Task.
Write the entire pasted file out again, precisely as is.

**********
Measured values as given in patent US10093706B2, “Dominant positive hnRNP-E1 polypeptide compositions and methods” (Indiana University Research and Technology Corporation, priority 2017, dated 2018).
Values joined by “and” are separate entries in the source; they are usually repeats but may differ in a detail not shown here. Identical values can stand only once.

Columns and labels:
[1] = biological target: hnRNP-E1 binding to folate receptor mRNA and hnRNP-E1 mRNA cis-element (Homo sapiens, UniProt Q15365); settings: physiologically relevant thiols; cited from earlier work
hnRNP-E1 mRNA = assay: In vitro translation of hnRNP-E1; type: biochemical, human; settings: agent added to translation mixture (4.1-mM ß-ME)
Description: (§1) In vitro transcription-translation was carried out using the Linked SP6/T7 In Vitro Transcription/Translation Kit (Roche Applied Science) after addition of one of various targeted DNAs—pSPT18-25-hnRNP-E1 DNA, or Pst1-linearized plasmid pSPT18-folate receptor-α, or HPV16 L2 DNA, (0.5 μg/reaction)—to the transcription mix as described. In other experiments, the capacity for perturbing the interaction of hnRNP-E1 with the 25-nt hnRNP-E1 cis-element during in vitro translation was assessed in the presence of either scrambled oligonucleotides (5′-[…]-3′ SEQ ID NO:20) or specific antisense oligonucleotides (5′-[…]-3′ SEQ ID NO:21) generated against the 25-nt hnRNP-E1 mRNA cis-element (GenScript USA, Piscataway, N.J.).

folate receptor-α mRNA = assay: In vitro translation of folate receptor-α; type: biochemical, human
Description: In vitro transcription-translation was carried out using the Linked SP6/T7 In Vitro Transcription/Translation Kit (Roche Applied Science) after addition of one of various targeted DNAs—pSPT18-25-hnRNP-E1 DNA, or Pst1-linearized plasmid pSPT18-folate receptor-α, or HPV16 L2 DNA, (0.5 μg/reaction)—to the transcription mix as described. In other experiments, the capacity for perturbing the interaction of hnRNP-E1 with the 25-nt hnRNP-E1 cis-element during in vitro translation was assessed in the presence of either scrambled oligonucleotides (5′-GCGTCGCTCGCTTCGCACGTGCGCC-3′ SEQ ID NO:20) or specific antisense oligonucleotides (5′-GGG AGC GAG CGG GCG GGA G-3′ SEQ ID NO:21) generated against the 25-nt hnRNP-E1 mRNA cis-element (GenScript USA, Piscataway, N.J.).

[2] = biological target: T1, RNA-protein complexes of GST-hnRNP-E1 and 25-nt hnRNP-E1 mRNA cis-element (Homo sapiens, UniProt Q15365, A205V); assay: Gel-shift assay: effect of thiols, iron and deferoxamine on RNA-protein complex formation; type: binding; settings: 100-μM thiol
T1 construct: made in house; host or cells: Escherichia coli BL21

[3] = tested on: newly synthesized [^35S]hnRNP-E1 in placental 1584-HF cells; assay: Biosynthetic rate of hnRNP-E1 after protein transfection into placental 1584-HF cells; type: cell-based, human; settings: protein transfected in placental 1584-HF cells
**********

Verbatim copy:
Measured values as given in patent US10093706B2, “Dominant positive hnRNP-E1 polypeptide compositions and methods” (Indiana University Research and Technology Corporation, priority 2017, dated 2018).
Values joined by “and” are separate entries in the source; they are usually repeats but may differ in a detail not shown here. Identical values can stand only once.

Columns and labels:
[1] = biological target: hnRNP-E1 binding to folate receptor mRNA and hnRNP-E1 mRNA cis-element (Homo sapiens, UniProt Q15365); settings: physiologically relevant thiols; cited from earlier work
hnRNP-E1 mRNA = assay: In vitro translation of hnRNP-E1; type: biochemical, human; settings: agent added to translation mixture (4.1-mM ß-ME)
Description: (§1) In vitro transcription-translation was carried out using the Linked SP6/T7 In Vitro Transcription/Translation Kit (Roche Applied Science) after addition of one of various targeted DNAs—pSPT18-25-hnRNP-E1 DNA, or Pst1-linearized plasmid pSPT18-folate receptor-α, or HPV16 L2 DNA, (0.5 μg/reaction)—to the transcription mix as described. In other experiments, the capacity for perturbing the interaction of hnRNP-E1 with the 25-nt hnRNP-E1 cis-element during in vitro translation was assessed in the presence of either scrambled oligonucleotides (5′-[…]-3′ SEQ ID NO:20) or specific antisense oligonucleotides (5′-[…]-3′ SEQ ID NO:21) generated against the 25-nt hnRNP-E1 mRNA cis-element (GenScript USA, Piscataway, N.J.).

folate receptor-α mRNA = assay: In vitro translation of folate receptor-α; type: biochemical, human
Description: In vitro transcription-translation was carried out using the Linked SP6/T7 In Vitro Transcription/Translation Kit (Roche Applied Science) after addition of one of various targeted DNAs—pSPT18-25-hnRNP-E1 DNA, or Pst1-linearized plasmid pSPT18-folate receptor-α, or HPV16 L2 DNA, (0.5 μg/reaction)—to the transcription mix as described. In other experiments, the capacity for perturbing the interaction of hnRNP-E1 with the 25-nt hnRNP-E1 cis-element during in vitro translation was assessed in the presence of either scrambled oligonucleotides (5′-GCGTCGCTCGCTTCGCACGTGCGCC-3′ SEQ ID NO:20) or specific antisense oligonucleotides (5′-GGG AGC GAG CGG GCG GGA G-3′ SEQ ID NO:21) generated against the 25-nt hnRNP-E1 mRNA cis-element (GenScript USA, Piscataway, N.J.).

[2] = biological target: T1, RNA-protein complexes of GST-hnRNP-E1 and 25-nt hnRNP-E1 mRNA cis-element (Homo sapiens, UniProt Q15365, A205V); assay: Gel-shift assay: effect of thiols, iron and deferoxamine on RNA-protein complex formation; type: binding; settings: 100-μM thiol
T1 construct: made in house; host or cells: Escherichia coli BL21

[3] = tested on: newly synthesized [^35S]hnRNP-E1 in placental 1584-HF cells; assay: Biosynthetic rate of hnRNP-E1 after protein transfection into placental 1584-HF cells; type: cell-based, human; settings: protein transfected in placental 1584-HF cells